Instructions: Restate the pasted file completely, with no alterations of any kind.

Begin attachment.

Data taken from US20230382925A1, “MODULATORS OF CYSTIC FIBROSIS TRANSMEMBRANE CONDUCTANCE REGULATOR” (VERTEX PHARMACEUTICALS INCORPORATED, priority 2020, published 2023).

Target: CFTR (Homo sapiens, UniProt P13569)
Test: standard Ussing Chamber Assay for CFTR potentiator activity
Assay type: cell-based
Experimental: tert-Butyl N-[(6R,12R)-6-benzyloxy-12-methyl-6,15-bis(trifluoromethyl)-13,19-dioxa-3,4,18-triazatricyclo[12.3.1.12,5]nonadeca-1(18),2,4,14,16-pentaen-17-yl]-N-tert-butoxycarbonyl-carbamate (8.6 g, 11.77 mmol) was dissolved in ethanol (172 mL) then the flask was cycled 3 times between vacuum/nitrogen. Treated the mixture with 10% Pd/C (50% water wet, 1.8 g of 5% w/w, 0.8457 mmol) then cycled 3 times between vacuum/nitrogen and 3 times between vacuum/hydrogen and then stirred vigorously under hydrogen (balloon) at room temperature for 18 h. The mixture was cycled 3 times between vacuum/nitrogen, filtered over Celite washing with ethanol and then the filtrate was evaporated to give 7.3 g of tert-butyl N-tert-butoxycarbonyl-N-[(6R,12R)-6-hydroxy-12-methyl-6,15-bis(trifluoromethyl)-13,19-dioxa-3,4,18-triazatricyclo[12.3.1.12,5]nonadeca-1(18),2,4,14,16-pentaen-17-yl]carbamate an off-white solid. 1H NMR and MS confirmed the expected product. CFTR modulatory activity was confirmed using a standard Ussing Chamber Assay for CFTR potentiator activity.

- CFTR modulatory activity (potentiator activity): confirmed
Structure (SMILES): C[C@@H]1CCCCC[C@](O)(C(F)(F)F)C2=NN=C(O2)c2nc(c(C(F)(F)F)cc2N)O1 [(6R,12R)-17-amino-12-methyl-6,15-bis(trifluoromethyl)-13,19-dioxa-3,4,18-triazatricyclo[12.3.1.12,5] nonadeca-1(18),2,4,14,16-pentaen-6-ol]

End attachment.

Data taken from US20230382925A1, “MODULATORS OF CYSTIC FIBROSIS TRANSMEMBRANE CONDUCTANCE REGULATOR” (VERTEX PHARMACEUTICALS INCORPORATED, priority 2020, published 2023).

Target: CFTR (Homo sapiens, UniProt P13569)
Test: standard Ussing Chamber Assay for CFTR potentiator activity
Assay type: cell-based
Experimental: tert-Butyl N-[(6R,12R)-6-benzyloxy-12-methyl-6,15-bis(trifluoromethyl)-13,19-dioxa-3,4,18-triazatricyclo[12.3.1.12,5]nonadeca-1(18),2,4,14,16-pentaen-17-yl]-N-tert-butoxycarbonyl-carbamate (8.6 g, 11.77 mmol) was dissolved in ethanol (172 mL) then the flask was cycled 3 times between vacuum/nitrogen. Treated the mixture with 10% Pd/C (50% water wet, 1.8 g of 5% w/w, 0.8457 mmol) then cycled 3 times between vacuum/nitrogen and 3 times between vacuum/hydrogen and then stirred vigorously under hydrogen (balloon) at room temperature for 18 h. The mixture was cycled 3 times between vacuum/nitrogen, filtered over Celite washing with ethanol and then the filtrate was evaporated to give 7.3 g of tert-butyl N-tert-butoxycarbonyl-N-[(6R,12R)-6-hydroxy-12-methyl-6,15-bis(trifluoromethyl)-13,19-dioxa-3,4,18-triazatricyclo[12.3.1.12,5]nonadeca-1(18),2,4,14,16-pentaen-17-yl]carbamate an off-white solid. 1H NMR and MS confirmed the expected product. CFTR modulatory activity was confirmed using a standard Ussing Chamber Assay for CFTR potentiator activity.

- CFTR modulatory activity (potentiator activity): confirmed
Structure (SMILES): C[C@@H]1CCCCC[C@](O)(C(F)(F)F)C2=NN=C(O2)c2nc(c(C(F)(F)F)cc2N)O1 [(6R,12R)-17-amino-12-methyl-6,15-bis(trifluoromethyl)-13,19-dioxa-3,4,18-triazatricyclo[12.3.1.12,5] nonadeca-1(18),2,4,14,16-pentaen-6-ol]